On the candidate side, it allows me to pre-close a candidate and find out what else they have in their pipeline. As you mentioned, it will also give me a chance to address any negative impressions created during the interview process. Lastly, the candidate’s diligence in reporting back to me is a great measure of his interest and what I should expect from him going forward.
    I thought this article was well written, and I have shared it with my colleagues. Thanks

    Derek Brightman
    212-687-4050 x 350

  2. Too often, our industry’s ‘professionals’ tend to undermine the importance of closing the candidate. In fact, if we’re doing our job as recruiters and submitting the right candidates in the first place, more choices lie with the candidates than with our clients. Once we close our candidates we then know our action.

  3. There was one question missing that I believe is crucial and that question is ‘from what you know of this opportunity how does it compare to your current role and other opportunities you are considering?’

    You may receive extremely positive answers to all 10 of the questions that Scott suggests but if there is another opportunity that the candidate likes better then you’ve got some work to do! In other words, it is the candidate’s RELATIVE interest not ABSOLUTE interest in the position, that is the most critical information for the recruiter to know before the next step is taken.

  4. In my agency days (am corp now), it was absolute protocol to meet a candidate in person for 30 to 45 minutes prior to a client interview – review the position, discuss the interviewer(s) background and company details, as well as doing trial closes and deep dives for red-flags.
    Often times, we sat in interviews (as passive listeners), which allowed us to easily meet one on one with the candidate after the interview to get real time feedback and chart next steps. May seem like overkill (a 2 to 3 hour investment on both the recruiter and candidate’s part), but made for maximal ‘candidate control’ and stood us out from our competitors when it came to customer service and perceived knowledge and caring. Clients appreciated it, too, allowing up to bill 5 to 10 points above our competitor’s rates. Our placements stuck.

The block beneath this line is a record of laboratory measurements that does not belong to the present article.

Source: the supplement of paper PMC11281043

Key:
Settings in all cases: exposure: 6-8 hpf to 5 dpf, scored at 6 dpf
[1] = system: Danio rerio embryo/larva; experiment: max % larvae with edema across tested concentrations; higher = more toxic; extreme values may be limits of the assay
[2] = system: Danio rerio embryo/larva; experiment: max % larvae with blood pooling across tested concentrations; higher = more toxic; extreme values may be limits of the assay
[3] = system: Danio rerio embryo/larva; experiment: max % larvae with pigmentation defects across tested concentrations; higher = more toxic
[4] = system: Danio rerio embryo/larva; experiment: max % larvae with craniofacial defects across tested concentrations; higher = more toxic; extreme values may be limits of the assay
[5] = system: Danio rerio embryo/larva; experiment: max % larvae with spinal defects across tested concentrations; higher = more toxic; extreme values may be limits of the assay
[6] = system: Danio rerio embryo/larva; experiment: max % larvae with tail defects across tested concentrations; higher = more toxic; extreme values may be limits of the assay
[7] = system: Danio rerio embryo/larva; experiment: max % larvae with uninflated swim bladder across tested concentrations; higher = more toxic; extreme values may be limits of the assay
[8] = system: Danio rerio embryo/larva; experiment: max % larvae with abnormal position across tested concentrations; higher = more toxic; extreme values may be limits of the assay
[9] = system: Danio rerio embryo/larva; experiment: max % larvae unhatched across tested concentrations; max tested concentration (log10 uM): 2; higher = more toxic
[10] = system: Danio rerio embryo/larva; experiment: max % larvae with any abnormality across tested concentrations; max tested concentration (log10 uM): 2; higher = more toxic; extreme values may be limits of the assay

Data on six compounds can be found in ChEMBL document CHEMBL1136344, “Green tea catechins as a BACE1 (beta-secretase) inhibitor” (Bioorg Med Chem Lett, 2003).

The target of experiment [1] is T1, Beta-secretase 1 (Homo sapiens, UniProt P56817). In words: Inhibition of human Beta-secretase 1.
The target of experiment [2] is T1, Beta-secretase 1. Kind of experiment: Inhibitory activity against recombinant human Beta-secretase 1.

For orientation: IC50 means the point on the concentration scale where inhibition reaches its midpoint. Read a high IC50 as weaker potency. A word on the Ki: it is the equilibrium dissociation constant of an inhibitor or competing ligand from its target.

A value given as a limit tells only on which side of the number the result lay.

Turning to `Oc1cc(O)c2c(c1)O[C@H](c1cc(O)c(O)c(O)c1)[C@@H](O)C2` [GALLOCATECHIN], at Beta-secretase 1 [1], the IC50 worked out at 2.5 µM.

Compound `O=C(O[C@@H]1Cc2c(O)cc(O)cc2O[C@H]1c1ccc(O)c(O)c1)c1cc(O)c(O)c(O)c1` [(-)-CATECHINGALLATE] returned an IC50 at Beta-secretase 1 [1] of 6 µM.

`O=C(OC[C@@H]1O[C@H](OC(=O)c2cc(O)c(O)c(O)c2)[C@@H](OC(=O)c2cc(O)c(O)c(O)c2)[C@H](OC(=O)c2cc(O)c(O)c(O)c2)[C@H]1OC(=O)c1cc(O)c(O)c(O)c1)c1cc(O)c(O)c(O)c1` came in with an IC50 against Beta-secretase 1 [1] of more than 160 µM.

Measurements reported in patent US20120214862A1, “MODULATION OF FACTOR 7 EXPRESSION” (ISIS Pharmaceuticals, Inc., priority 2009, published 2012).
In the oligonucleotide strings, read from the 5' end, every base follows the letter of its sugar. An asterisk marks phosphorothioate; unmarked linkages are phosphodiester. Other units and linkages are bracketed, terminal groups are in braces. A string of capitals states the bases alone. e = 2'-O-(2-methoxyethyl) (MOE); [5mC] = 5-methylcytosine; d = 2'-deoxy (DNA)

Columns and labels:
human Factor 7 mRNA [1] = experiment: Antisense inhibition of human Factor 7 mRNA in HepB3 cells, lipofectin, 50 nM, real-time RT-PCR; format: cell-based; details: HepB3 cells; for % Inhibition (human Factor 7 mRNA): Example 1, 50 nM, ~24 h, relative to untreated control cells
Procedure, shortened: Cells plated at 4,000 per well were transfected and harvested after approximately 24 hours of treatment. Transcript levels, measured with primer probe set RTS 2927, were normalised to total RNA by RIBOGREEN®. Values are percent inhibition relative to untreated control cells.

Cheers,
    Sean

  5. Scott- great information. Well done. Very useful. Thanks. I had never heard of ‘feed it forward’, but it makes sense. What a great team building/coaching tool in today’s candidate driven market where busy Hiring Mgrs are more focused on fighting the hourly/daily front line operational battles instead of using/improving soft interviewing (garrison) skills using deep talent management enhancing interviewing skills; listening, probing, influencing, involvement and time. An organization that ?feeds it forward? must be very progressive and very successful at integrating and installing a talent management program/strategy. Bravo to that company.

    Ross: Great additional $1000 question: ?how does this compare to other opportunities considering??
    As a current job seeker myself (my profession is recruiter/sourcing and I am taking detailed notes of my experiences on the other side of the fence) knee deep interviews I am amazed that so many interviewers fail to ask candidates your question, which shows their lack of understanding of today?s candidate driven market place where the talented always keeps an additional option card in the works. It?s the unprepared interviewer who ?thinks? he/she has the upper hand on dealing with the new talented active/passive job seeker. What a waste of time when an interviewer leaves an interview and goes back into consultation without knowing if the candidate is considering other options and what it would take to secure the candidate if chosen. This kind of ?arrogant? interviewer must have a sales ratio through the roof ? all the result of not asking a key question and that today?s talented candidates have options and an interview is a two way street. Great posting. Thanks

  6. Ask these questions and you should minimize surprises for you and the hiring manger.

    Keith Halperin

    …………………………………….

    NOTES

    1) Are you able to work fulltime in the United States without sponsorship?

    2) What is your availability for (what days/times can you have a):

    Phone interview

    Face-to-face interview

    Start Date

    3) Where are you in your career search (starting, interviews, offers)?

    If you have an offer(s), how soon do you need to notify the offering company(es) of your decision?

    What are the terms of your offer(s)?

    4) Why are you looking for new career opportunities?

    5) What kind of compensation do you have? What kind of compensation do you want?

    Salary: $

    Bonus: $

    Stock Options

    6) How much vacation do you currently receive?

    7) How far (miles/minutes) are you willing to commute to work?

    What percentage of time are you able to travel outside the area?

    8) What do/did you do in work on a day-to-day basis?

    9) What are your strengths?

    10) What is your supervisory background (if any)- How many people have you supervised at any one time?

    11) What are your weaknesses or areas of development?

    12) What do you like/want in your work- what would an ideal job description be for you?

    13) What do you NOT like/want in your work?